This report describes progress over the past year and planned work by the FSB, as well as by standard-setting bodies (SSBs) and other international organisations, to enhance the resilience of non-bank financial intermediation (NBFI) under the FSB’s NBFI work programme.

The main focus of the FSB’s work over the past year was to assess and address vulnerabilities in specific NBFI areas that may have contributed to the build-up of liquidity imbalances and their amplification in times of stress. These areas include money market funds, open-ended funds, margining practices, bond market liquidity and fragilities in USD cross-border funding. The work conducted this year augments the framework for NBFI resilience presented in last year’s progress report by identifying a set of activities and types of entities, or “key amplifiers”, that may particularly contribute to aggregate liquidity imbalances and the transmission and amplification of shocks due to their size, structural characteristics and behaviour in stress.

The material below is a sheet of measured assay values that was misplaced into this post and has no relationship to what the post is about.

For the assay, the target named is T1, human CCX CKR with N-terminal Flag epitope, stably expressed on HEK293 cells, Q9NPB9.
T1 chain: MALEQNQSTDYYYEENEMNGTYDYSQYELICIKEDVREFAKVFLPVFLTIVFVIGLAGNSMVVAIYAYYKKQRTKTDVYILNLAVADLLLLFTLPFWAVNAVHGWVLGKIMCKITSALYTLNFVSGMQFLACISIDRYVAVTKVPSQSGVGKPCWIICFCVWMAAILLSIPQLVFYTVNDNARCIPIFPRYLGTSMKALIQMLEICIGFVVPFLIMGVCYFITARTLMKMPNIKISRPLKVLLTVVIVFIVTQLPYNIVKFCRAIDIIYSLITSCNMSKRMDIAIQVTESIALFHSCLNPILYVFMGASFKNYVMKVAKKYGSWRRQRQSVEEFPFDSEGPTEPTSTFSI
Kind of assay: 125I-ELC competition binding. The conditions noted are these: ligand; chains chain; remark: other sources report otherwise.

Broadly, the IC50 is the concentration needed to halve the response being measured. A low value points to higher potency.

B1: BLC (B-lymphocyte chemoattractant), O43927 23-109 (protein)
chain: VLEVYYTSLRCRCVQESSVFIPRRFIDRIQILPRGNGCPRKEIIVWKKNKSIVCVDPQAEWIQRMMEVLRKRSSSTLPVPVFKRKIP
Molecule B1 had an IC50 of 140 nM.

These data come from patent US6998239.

Drawing on the findings of the work by the FSB and SSBs in these areas, the report sets out policy proposals to address systemic risk in NBFI, focusing on key amplifiers. These proposals aim to: reduce liquidity demand spikes; enhance the resilience of liquidity supply in stress; and enhance risk monitoring and the preparedness of authorities and market participants.

The main focus of the proposals is to reduce excessive spikes in the demand for liquidity by addressing the vulnerabilities that drive those spikes (e.g. by reducing liquidity mismatch or the build-up of leverage) or by mitigating their financial stability impact (e.g. by ensuring that redeeming investors pay the cost of liquidity and by enhancing the liquidity preparedness of market participants to meet margin calls).

The policy proposals involve largely repurposing existing policy tools rather than creating new ones, given the extensive micro-prudential and investor protection toolkit already available. However, experience with the use of these tools for systemic risk mitigation is limited to date. The FSB will assess in due course whether repurposing such tools is sufficient to address systemic risk in NBFI, including the need to develop additional tools for use by authorities. 

The FSB will develop additional metrics and tools to monitor NBFI vulnerabilities; enhance its analysis of NBFI vulnerabilities through targeted deep dives; and integrate findings from the work on the use of already available data (e.g. in trade repositories) for monitoring systemic risk.